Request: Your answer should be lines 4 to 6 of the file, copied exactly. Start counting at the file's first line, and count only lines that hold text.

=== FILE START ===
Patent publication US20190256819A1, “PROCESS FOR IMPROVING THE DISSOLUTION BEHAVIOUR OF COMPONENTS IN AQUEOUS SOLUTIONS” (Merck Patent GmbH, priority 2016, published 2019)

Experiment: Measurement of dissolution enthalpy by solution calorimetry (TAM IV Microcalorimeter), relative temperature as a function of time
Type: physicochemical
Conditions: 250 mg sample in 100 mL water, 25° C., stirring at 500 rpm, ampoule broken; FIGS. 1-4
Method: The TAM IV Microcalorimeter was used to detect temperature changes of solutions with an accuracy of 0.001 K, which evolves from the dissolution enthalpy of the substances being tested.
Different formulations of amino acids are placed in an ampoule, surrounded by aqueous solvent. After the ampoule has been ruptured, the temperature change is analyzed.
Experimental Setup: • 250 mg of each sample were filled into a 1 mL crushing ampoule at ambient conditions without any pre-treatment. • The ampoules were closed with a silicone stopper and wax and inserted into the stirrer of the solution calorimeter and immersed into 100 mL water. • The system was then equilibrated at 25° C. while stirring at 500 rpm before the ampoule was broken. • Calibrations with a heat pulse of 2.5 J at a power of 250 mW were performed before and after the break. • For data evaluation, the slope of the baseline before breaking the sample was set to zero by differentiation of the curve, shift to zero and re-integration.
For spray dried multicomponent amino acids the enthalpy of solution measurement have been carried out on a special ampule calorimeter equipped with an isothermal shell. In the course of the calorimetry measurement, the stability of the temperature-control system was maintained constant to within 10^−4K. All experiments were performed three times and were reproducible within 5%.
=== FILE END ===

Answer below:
Conditions: 250 mg sample in 100 mL water, 25° C., stirring at 500 rpm, ampoule broken; FIGS. 1-4
Method: The TAM IV Microcalorimeter was used to detect temperature changes of solutions with an accuracy of 0.001 K, which evolves from the dissolution enthalpy of the substances being tested.
Different formulations of amino acids are placed in an ampoule, surrounded by aqueous solvent. After the ampoule has been ruptured, the temperature change is analyzed.